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EXPANSION TANKS

I'm responsible for a 60-suite apartment heating system. The building was built in 1956 and is heated by a 2,900,000 BTU Cleaver Brooks hot water boiler. It also originally supplied domestic hot water to the building. The hot water leaves the boiler via a 4" line and runs to the top of the building (36') and then splits into five lines to supply five zones. The return lines (2-1/2") terminate in 1-1/4 hp Armstrong pumps (5) and discharge into a common header back to the boiler. As far as I can tell the system contains approximately 800 US gallons excluding the expansion tank (which is very small), open and located on the roof i.e. at the high point of the system. During the winter we operate the system at 180 degrees F
We want to install closed (diaphragm) expansion tanks. At this height it appears that the tank(s) airside pressure should be about 22 psi. The volume I estimate should be about 200 US gallons. This seems quite large but the system does contain a lot of water.
I have two questions - are these estimates reasonably accurate and what would be the system pressure when the water has been raised to 180 degrees F.
I also realize that a system designed today would have the recirculating pump on the discharge side of the boiler. Would it be possible to replace the five pumps with circuit balance valves and check valves and put one circulator in the discharge line. I expect the circulator would have to move bout 200 US gpm.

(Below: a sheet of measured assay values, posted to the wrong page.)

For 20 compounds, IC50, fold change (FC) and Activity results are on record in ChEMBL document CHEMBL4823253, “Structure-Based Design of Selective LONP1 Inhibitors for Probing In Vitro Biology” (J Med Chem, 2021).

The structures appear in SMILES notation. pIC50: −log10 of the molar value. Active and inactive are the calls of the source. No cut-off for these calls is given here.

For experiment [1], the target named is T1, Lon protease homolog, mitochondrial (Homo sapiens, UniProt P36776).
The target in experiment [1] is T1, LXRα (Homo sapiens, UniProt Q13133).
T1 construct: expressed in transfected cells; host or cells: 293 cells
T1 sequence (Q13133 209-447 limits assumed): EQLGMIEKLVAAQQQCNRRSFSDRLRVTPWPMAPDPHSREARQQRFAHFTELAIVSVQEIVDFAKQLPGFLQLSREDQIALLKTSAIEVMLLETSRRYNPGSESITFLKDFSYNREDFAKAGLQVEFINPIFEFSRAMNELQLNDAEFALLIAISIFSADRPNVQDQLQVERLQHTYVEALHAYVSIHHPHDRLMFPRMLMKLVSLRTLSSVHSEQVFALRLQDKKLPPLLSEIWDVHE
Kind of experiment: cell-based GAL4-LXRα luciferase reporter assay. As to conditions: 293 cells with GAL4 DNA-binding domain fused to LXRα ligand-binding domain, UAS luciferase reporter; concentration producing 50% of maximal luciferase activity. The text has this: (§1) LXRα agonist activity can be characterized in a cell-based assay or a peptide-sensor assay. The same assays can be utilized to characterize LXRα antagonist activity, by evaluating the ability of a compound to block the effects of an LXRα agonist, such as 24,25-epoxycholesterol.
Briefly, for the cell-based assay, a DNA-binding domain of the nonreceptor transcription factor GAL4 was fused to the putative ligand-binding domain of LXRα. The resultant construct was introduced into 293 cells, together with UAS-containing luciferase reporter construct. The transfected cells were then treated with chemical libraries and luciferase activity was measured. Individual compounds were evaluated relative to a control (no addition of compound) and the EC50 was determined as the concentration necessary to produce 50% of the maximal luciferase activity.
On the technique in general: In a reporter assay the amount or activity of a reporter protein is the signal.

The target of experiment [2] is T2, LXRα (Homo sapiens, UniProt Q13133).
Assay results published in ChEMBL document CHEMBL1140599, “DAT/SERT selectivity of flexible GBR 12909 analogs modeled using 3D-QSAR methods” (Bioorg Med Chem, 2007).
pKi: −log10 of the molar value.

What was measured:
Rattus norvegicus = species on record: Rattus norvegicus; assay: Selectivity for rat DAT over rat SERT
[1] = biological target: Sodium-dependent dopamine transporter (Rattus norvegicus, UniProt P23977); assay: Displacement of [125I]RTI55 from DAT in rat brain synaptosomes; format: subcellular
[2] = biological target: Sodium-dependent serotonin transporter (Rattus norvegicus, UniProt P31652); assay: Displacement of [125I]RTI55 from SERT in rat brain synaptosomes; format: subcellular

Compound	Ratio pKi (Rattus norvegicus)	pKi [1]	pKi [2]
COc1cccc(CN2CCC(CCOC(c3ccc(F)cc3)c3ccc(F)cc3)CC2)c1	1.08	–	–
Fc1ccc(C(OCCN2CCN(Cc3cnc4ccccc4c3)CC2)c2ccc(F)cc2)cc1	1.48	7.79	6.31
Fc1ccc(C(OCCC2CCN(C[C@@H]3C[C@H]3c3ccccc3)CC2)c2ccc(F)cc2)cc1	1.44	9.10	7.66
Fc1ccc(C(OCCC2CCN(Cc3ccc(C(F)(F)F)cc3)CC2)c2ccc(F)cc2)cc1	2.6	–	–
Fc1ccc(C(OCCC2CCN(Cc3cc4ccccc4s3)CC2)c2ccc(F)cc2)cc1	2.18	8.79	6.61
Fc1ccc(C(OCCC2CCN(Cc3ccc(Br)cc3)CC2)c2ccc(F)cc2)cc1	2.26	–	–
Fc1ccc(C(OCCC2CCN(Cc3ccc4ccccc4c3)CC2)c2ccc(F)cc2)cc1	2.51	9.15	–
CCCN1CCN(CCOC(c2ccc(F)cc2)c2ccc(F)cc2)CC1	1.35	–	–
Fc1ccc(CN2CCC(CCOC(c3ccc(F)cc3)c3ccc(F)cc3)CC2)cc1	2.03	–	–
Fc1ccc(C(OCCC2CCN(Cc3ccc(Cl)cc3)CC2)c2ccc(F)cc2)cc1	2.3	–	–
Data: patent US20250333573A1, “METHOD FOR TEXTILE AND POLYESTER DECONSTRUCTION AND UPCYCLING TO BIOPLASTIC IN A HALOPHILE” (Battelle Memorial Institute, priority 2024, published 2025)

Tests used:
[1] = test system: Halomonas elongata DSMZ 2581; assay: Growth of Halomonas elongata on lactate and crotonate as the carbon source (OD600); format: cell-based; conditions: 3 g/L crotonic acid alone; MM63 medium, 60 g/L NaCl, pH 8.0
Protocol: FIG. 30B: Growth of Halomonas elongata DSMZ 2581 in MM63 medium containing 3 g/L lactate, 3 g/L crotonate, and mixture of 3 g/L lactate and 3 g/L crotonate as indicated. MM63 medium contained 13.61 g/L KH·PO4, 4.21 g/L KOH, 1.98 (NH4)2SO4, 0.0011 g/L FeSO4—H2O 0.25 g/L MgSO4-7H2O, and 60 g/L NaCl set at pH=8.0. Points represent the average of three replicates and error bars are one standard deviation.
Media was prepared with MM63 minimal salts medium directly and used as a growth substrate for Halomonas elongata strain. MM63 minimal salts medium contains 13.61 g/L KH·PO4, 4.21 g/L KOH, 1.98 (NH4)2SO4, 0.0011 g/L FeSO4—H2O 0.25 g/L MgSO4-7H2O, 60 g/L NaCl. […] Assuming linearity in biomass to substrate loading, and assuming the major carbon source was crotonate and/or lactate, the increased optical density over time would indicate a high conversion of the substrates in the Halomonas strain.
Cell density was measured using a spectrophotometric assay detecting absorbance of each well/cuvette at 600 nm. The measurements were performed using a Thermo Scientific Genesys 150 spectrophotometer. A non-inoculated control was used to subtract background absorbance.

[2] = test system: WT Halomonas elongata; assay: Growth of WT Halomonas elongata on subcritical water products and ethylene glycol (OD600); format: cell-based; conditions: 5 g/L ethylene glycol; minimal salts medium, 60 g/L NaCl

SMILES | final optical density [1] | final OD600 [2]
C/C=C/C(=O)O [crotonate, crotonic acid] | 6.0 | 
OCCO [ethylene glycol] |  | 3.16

nicholas bonham-carter

Comments

  • Hugh Baxter
    Hugh Baxter Member Posts: 2
    EXPANSION TANK/CIRULATOR LOCATION

    I'm responsible for a 60-suite apartment heating system. The building was built in 1956 and is heated by a 2,900,000 BTU Cleaver Brooks hot water boiler. It also originally supplied domestic hot water to the building. The hot water leaves the boiler via a 4" line and runs to the top of the building (36') and then splits into five lines to supply five zones. The return lines (2-1/2") terminate in 1-1/4 hp Armstrong pumps (5) and discharge into a common header back to the boiler. As far as I can tell the system contains about 800 US gallons excluding the expansion tank (which is very small), open and located on the roof i.e. at the high point of the system. During the winter we operate the system at 180 degrees F
    We want to install closed (diaphragm) expansion tanks. At this height it appears that the tank(s) airside pressure should be about 22 psi. The volume I estimate should be about 200 US gallons. This seems quite large but the system does contain a lot of water.
    I have two questions - are these estimates reasonably accurate and what would be the system pressure when the water has been raised to 180 degrees F.
    I also realize that a system designed today would have the recirculating pump on the discharge side of the boiler. Would it be possible to replace the five pumps with circuit balance valves and check valves and put one circulator in the discharge line. I expect the circulator would have to move about 200 US gpm.
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